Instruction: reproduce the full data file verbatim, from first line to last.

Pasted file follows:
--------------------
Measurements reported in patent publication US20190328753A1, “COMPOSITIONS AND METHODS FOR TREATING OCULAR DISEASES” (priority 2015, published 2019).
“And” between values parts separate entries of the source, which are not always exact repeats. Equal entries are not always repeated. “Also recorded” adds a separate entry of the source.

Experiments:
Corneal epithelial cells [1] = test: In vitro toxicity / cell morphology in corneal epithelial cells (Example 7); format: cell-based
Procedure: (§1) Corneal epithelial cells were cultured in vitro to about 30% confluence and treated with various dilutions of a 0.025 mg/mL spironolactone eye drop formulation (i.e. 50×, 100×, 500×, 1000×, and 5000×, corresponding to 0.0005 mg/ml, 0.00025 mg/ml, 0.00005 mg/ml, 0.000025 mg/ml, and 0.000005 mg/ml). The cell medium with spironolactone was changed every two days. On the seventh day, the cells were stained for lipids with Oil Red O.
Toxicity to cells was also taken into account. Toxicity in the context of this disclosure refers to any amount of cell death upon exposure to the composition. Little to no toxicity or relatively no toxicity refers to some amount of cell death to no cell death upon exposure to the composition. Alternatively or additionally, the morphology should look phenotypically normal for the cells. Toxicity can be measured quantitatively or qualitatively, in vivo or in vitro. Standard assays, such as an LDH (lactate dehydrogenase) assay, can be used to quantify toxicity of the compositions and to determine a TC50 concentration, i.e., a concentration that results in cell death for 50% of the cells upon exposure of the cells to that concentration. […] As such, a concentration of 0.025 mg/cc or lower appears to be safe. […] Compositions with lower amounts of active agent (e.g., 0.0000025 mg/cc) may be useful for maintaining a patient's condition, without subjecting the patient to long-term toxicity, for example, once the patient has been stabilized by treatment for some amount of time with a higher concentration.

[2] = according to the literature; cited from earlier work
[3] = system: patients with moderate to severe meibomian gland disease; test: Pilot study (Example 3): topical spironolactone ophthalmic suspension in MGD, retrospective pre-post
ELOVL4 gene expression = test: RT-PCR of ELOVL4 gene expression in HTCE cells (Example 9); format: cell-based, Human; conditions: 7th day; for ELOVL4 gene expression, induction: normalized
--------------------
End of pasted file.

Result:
Measurements reported in patent publication US20190328753A1, “COMPOSITIONS AND METHODS FOR TREATING OCULAR DISEASES” (priority 2015, published 2019).
“And” between values parts separate entries of the source, which are not always exact repeats. Equal entries are not always repeated. “Also recorded” adds a separate entry of the source.

Experiments:
Corneal epithelial cells [1] = test: In vitro toxicity / cell morphology in corneal epithelial cells (Example 7); format: cell-based
Procedure: (§1) Corneal epithelial cells were cultured in vitro to about 30% confluence and treated with various dilutions of a 0.025 mg/mL spironolactone eye drop formulation (i.e. 50×, 100×, 500×, 1000×, and 5000×, corresponding to 0.0005 mg/ml, 0.00025 mg/ml, 0.00005 mg/ml, 0.000025 mg/ml, and 0.000005 mg/ml). The cell medium with spironolactone was changed every two days. On the seventh day, the cells were stained for lipids with Oil Red O.
Toxicity to cells was also taken into account. Toxicity in the context of this disclosure refers to any amount of cell death upon exposure to the composition. Little to no toxicity or relatively no toxicity refers to some amount of cell death to no cell death upon exposure to the composition. Alternatively or additionally, the morphology should look phenotypically normal for the cells. Toxicity can be measured quantitatively or qualitatively, in vivo or in vitro. Standard assays, such as an LDH (lactate dehydrogenase) assay, can be used to quantify toxicity of the compositions and to determine a TC50 concentration, i.e., a concentration that results in cell death for 50% of the cells upon exposure of the cells to that concentration. […] As such, a concentration of 0.025 mg/cc or lower appears to be safe. […] Compositions with lower amounts of active agent (e.g., 0.0000025 mg/cc) may be useful for maintaining a patient's condition, without subjecting the patient to long-term toxicity, for example, once the patient has been stabilized by treatment for some amount of time with a higher concentration.

[2] = according to the literature; cited from earlier work
[3] = system: patients with moderate to severe meibomian gland disease; test: Pilot study (Example 3): topical spironolactone ophthalmic suspension in MGD, retrospective pre-post
ELOVL4 gene expression = test: RT-PCR of ELOVL4 gene expression in HTCE cells (Example 9); format: cell-based, Human; conditions: 7th day; for ELOVL4 gene expression, induction: normalized